Desktop Window Manager (dwm.exe) is a system process running in Windows, one of a big number of ones that are used in this operating system. It is a deeply-integrated process, because it has a very important role. However, there was several cases when malicious programs mimic that process in order to be ignored by the user who tries to detect the malware presence through checking the running processes in Task Manager. In this post, you will see how to distinguish the original process from the malicious one, as well as information about the dwm.exe purpose.
Desktop Window Manager process purpose
Dwm.exe process is an integrated system process that launches together with the operating system and stops only after the session ends. That process is responsible for correct rendering of the effects you can see while using Windows. Smooth animations, transparent frames of each window and 3D objects visualization – all these things are used everyday and by every user. Besides the graphical effects, Desktop Window Manager also takes care of correct support of high-resolution monitors – 2K/4K ones.
The rendering mechanism of separate elements that are under the dwm.exe responsibility is also interesting. Program windows can overlay each other, and it is harder to draw the correct effects of transparency. After all windows were established, the Desktop Window Manager collects the pictures of all windows, and then processes them to get the single picture of the desktop, i.e. the picture that the user will see on his monitor.
Can I disable dwm.exe?
No way. This process belongs to the system ones, so it is protected from any kind of external interruptions. And there is no need to do it – on modern versions of Windows 10, you will likely spectate a very low consumption for this process. If you see that Desktop Windows Manager takes more than 5% of your CPU/RAM resources, and you have ensured that there are no viruses onboard, try to perform troubleshooting.
The problems which may lead to high resources consumption of this process are usually related to the GPU that is used in the system. Update the drivers of all graphic processing units – Intel HD Graphics, AMD Radeon or Nvidia. If the problem is not solved, it is likely related not to the software, but to hardware. Unfortunately, you may be needed to repair or buy a new graphic card/processor.
The times when Windows processes may be disabled to increase the system performance have passed long ago. When Windows XP was the last actual OS version, computers were quite weak, and their upgrade was quite expensive, disabling several services could really make your PC faster without any significant problems. Nowadays, such tricks can make things even worse.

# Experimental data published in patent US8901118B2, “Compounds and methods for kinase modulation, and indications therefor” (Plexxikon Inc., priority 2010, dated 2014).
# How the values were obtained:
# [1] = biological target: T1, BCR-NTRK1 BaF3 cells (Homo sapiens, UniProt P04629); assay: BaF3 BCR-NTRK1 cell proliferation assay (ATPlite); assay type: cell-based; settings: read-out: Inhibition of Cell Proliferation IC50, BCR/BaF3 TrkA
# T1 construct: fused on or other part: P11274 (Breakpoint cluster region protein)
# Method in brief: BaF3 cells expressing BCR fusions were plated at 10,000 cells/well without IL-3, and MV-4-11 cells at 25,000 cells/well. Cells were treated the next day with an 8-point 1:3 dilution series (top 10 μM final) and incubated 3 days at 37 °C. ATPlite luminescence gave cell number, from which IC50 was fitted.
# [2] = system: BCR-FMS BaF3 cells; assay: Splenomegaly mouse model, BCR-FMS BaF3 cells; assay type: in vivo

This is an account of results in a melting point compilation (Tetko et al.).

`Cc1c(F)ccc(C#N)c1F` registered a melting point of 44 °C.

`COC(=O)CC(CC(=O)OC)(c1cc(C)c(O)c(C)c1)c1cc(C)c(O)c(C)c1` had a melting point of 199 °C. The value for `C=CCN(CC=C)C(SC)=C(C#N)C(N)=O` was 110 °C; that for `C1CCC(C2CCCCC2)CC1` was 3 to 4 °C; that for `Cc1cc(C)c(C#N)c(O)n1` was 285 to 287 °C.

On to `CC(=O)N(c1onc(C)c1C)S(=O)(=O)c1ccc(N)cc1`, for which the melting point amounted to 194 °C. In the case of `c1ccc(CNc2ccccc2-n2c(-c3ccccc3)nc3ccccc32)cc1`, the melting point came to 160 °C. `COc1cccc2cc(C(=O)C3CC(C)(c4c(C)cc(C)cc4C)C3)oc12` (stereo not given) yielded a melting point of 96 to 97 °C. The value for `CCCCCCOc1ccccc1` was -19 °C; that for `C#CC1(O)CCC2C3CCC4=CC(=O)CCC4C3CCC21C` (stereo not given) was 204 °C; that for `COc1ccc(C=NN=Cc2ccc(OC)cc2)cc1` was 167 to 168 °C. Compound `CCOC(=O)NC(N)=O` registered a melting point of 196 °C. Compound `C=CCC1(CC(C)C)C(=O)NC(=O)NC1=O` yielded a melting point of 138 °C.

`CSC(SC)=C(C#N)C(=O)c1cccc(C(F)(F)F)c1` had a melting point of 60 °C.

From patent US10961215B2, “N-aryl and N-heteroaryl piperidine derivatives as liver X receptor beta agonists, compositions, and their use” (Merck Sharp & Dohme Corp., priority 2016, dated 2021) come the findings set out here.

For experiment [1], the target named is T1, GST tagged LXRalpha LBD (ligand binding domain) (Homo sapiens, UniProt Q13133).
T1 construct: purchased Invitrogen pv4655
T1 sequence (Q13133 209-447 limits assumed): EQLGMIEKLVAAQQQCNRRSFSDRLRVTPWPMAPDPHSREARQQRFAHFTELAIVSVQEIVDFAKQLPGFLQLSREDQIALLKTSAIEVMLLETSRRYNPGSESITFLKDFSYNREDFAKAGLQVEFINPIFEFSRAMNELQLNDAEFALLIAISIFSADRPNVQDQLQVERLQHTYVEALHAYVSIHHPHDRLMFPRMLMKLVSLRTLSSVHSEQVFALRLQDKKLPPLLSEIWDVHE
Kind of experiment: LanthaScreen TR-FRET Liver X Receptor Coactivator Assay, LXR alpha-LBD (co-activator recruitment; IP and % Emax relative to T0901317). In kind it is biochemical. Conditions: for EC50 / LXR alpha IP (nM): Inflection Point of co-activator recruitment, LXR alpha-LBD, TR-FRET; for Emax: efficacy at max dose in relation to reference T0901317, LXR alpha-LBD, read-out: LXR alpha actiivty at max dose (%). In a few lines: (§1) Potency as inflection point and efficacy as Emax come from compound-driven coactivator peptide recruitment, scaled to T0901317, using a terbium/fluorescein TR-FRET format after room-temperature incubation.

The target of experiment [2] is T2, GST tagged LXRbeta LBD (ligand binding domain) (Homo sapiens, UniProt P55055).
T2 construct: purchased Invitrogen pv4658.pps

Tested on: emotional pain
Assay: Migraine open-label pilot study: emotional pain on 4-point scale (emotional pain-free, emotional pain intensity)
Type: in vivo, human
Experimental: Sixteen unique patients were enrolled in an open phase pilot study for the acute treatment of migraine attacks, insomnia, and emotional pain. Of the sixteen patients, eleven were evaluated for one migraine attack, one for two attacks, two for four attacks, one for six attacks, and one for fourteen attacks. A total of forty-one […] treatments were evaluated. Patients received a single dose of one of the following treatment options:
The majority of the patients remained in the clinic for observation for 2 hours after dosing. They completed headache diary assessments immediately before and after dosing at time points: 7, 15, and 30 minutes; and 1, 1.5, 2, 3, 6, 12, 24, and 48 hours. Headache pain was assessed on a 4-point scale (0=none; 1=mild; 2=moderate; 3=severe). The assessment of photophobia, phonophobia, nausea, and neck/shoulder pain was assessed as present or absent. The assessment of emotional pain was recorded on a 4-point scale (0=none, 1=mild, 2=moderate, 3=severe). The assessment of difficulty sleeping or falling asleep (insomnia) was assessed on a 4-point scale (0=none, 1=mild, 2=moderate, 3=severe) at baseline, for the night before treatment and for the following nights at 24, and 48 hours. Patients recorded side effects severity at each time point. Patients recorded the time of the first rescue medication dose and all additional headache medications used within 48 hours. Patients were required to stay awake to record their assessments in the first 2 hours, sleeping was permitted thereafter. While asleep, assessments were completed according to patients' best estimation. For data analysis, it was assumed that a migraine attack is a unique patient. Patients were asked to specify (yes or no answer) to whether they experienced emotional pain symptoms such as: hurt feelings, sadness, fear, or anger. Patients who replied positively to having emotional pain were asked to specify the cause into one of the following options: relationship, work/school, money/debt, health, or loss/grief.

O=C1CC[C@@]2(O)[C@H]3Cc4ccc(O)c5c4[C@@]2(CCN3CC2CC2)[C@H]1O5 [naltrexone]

How can I detect that Desktop Windows Manager is a virus?
The easiest way to understand if the process you see is a malicious one is to check its source. System processes, that are launching independently from the startup and user’s processes, are listed in the separated thread, named “Windows processes”. If Desktop Window Manager, Windows Shell Experience Host or Service Host process are launched as a user’s tasks, they are likely fake and launched by malware.
Another way to check if the process is launched by a malicious program is to open its file location. Find the Desktop Windows Manager process in Task Manager, and click it with a right mouse button. Choose the “Open file location” option, and you will see the folder where the .exe file is located. If the dwm.exe source file is located in C:/Windows/System32, everything is ok, but any other location of the source file means that you have malware on your computer. To check your PC for viruses, I can offer you to use GridinSoft Anti-Malware.1.
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Frequently Asked Questions
No. In case if the process belongs to the legitimate system element, you will not be able to edit the root directory of the system, where it is stored, without granting yourself permission for this action. And its deletion will surely lead to a system crash without a possibility of loading the system back, because the crucial component is absent.
That process consumes literally nothing, so you will likely see no occasions when there is a need to make it less greedy with resources. However, if you see that it takes more than 20-30% of your CPU and the same amount of RAM, it is likely a virus. Perform the guide I wrote above.
As it was mentioned in the previous question, the CPU/RAM consumption of the original process is very low. So, the dwm.exe that uses a lot of hardware capacity is definitely a virus. Another way to understand that this process belongs to a malicious program is its location inside of the Task Manager. System processes are listed in the corresponding thread, so the Windows Shell Experience Host application among the user’s background processes is a sign of malware presence.
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